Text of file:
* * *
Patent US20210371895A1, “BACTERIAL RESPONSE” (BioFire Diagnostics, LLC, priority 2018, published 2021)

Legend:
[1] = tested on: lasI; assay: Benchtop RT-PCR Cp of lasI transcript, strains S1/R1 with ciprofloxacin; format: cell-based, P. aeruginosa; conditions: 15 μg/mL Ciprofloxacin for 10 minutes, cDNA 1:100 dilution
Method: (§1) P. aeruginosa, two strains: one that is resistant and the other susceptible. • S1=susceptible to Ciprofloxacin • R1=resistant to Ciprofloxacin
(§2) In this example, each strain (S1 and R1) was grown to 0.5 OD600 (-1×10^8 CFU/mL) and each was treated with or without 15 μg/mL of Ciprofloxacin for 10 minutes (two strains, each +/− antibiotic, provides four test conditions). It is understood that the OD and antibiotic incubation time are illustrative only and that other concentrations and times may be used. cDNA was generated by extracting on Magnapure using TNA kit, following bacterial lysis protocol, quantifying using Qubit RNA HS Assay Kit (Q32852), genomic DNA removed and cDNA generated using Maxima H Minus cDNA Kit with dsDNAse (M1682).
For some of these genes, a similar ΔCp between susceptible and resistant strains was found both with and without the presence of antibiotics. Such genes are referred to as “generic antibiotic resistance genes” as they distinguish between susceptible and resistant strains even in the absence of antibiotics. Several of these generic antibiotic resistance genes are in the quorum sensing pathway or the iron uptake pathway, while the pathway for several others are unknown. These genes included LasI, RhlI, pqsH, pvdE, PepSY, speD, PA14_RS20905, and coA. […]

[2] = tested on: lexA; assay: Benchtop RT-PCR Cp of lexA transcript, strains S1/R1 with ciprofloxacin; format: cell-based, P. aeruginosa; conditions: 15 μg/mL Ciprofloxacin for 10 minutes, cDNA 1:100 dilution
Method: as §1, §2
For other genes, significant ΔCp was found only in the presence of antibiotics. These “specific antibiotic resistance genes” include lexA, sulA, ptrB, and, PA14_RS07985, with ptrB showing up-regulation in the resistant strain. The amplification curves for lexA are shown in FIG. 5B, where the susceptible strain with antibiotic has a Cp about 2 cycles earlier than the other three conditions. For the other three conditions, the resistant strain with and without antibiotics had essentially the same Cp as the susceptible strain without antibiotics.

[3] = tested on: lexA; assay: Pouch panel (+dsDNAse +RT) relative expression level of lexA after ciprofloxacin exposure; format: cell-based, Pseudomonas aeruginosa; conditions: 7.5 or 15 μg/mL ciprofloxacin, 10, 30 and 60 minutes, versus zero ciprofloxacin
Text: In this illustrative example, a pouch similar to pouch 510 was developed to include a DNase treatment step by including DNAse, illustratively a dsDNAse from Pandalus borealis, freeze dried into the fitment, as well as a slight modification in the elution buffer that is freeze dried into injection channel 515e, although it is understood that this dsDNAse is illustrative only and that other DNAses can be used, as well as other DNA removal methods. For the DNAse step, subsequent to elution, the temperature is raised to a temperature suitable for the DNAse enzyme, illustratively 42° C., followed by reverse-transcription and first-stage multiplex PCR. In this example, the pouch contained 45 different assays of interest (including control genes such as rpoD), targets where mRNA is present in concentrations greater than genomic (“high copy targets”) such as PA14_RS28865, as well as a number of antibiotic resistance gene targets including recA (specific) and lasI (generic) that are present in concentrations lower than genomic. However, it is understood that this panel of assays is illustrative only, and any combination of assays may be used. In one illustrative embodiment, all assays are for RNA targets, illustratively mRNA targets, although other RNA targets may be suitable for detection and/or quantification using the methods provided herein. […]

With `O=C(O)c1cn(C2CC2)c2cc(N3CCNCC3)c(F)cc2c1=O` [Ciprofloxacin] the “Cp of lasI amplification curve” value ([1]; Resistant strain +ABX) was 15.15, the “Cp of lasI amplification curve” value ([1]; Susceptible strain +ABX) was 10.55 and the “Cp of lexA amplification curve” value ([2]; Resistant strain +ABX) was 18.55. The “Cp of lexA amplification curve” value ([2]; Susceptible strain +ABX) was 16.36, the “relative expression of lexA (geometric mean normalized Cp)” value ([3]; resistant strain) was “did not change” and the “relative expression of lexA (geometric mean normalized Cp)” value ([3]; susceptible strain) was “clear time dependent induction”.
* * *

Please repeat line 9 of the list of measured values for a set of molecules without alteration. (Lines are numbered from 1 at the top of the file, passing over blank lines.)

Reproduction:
For other genes, significant ΔCp was found only in the presence of antibiotics. These “specific antibiotic resistance genes” include lexA, sulA, ptrB, and, PA14_RS07985, with ptrB showing up-regulation in the resistant strain. The amplification curves for lexA are shown in FIG. 5B, where the susceptible strain with antibiotic has a Cp about 2 cycles earlier than the other three conditions. For the other three conditions, the resistant strain with and without antibiotics had essentially the same Cp as the susceptible strain without antibiotics.